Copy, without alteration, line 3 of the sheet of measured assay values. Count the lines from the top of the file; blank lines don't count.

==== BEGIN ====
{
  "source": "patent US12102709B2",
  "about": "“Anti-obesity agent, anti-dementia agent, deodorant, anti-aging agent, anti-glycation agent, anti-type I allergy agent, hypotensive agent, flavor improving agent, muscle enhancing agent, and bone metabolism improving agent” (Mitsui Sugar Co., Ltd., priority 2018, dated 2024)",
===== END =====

  "about": "“Anti-obesity agent, anti-dementia agent, deodorant, anti-aging agent, anti-glycation agent, anti-type I allergy agent, hypotensive agent, flavor improving agent, muscle enhancing agent, and bone metabolism improving agent” (Mitsui Sugar Co., Ltd., priority 2018, dated 2024)",